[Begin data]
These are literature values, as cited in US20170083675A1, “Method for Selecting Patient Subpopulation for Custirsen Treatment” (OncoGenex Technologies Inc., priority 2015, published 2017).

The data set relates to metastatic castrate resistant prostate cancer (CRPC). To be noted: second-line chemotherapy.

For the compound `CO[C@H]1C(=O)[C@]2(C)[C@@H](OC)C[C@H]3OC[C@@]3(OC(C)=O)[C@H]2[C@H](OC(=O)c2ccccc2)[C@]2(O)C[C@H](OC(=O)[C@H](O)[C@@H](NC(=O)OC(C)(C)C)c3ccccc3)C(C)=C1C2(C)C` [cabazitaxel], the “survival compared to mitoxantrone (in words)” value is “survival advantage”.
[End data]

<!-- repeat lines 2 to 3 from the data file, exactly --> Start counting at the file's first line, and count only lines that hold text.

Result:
The data set relates to metastatic castrate resistant prostate cancer (CRPC). To be noted: second-line chemotherapy.

For the compound `CO[C@H]1C(=O)[C@]2(C)[C@@H](OC)C[C@H]3OC[C@@]3(OC(C)=O)[C@H]2[C@H](OC(=O)c2ccccc2)[C@]2(O)C[C@H](OC(=O)[C@H](O)[C@@H](NC(=O)OC(C)(C)C)c3ccccc3)C(C)=C1C2(C)C` [cabazitaxel], the “survival compared to mitoxantrone (in words)” value is “survival advantage”.